Van Osdol claims that UCRS violated Title VII when it revoked her license and rescinded the decision to allow her to open a new Church of Religious Science. She claims that this constituted illegal retaliation for her report that Vogt had committed sexual harassment. Absent some countervailing bar, such retaliation by an employer would, if proven, be contrary to the provisions of Title VII.
The First Amendment states: "Congress shall make no law respecting an establishment of religion, or prohibiting the free exercise thereof . . . ."5 These words are the source of the Constitution’s two branches of religious protection: the Free Exercise Clause and the Establishment Clause. The First Amendment’s guarantee of religious protection is made applicable to the states through the Fourteenth Amendment. Cantwell v. Connecticut, 310 U.S. 296, 303 (1940).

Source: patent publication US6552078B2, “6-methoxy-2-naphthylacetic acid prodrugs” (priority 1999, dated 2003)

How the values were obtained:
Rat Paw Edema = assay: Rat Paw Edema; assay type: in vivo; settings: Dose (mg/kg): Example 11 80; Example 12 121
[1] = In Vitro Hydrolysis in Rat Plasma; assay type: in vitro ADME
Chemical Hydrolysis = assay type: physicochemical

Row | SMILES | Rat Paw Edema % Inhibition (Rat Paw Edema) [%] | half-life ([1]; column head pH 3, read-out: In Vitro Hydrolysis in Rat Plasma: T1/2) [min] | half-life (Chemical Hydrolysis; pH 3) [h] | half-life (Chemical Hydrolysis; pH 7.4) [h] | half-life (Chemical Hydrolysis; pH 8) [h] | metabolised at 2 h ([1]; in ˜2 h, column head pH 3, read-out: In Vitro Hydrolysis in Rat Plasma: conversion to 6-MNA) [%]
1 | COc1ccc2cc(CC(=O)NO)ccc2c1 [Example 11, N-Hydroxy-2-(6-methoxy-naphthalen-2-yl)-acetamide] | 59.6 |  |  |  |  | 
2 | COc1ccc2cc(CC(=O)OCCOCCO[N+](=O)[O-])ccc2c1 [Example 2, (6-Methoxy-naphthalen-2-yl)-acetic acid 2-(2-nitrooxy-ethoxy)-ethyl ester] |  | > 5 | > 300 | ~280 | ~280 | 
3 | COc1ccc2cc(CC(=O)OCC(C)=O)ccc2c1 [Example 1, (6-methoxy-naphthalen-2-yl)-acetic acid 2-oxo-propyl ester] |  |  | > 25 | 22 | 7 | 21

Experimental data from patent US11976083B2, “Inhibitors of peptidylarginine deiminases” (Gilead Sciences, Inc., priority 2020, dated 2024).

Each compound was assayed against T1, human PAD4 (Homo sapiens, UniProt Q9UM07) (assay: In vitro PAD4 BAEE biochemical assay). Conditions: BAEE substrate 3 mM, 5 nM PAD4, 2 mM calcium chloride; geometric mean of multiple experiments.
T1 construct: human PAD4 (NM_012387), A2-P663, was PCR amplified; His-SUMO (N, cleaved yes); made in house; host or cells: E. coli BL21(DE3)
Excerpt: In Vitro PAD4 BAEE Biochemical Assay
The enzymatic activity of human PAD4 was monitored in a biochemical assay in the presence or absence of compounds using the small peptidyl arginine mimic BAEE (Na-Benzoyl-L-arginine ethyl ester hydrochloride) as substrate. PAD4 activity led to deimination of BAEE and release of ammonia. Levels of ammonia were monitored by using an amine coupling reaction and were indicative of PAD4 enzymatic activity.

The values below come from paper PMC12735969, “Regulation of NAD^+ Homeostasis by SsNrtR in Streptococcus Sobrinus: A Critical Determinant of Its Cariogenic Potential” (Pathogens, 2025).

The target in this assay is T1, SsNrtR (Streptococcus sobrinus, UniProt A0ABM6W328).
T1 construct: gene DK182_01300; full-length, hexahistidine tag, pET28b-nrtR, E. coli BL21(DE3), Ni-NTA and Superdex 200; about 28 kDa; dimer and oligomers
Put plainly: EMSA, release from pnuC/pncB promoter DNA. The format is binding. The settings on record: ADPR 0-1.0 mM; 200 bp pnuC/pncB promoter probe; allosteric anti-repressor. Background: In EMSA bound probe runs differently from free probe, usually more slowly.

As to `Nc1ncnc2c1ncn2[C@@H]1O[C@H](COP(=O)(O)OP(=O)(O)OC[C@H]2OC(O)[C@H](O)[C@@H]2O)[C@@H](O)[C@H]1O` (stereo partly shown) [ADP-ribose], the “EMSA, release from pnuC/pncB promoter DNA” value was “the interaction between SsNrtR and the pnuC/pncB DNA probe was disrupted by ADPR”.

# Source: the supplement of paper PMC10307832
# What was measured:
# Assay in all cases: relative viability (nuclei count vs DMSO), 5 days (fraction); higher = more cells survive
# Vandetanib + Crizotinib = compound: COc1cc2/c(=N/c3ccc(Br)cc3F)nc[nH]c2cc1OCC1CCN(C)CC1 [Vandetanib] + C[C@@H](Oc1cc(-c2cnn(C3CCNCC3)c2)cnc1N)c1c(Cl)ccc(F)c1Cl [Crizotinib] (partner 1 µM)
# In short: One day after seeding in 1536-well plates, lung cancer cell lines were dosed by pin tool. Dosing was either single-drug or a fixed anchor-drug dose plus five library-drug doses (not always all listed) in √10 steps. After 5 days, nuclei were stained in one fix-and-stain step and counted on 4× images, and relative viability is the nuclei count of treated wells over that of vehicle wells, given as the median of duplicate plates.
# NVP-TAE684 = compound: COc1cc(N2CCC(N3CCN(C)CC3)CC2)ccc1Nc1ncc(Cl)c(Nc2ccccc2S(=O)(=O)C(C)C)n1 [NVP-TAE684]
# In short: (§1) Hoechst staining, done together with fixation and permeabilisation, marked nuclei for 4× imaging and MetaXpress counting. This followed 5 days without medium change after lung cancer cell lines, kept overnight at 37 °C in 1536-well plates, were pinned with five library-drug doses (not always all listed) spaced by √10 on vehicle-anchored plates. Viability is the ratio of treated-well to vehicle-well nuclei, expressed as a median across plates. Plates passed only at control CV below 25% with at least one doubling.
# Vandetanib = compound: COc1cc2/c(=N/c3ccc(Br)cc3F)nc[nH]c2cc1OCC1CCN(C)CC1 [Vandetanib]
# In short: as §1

Each of Van Osdol’s four claims on appeal arises directly out of UCRS’ decision to revoke her novitiate minister license and to rescind the decision to allow her to open a new church.6 Thus, each claim arises out of UCRS’ choice of whether or not to employ Van Osdol as a minister of its church.
These facts therefore set this case apart from the vast majority of church employment cases involving non-minister hiring and discharge decisions, as well as from cases involving a minister’s charges against a church that deal with employment matters separable from doctrinal issues. We conclude that the First Amendment does bar application of Title VII to the facts of this case. The choice of a minister is a unique distillation of a belief system. Regulating that choice comes perilously close to regulating belief.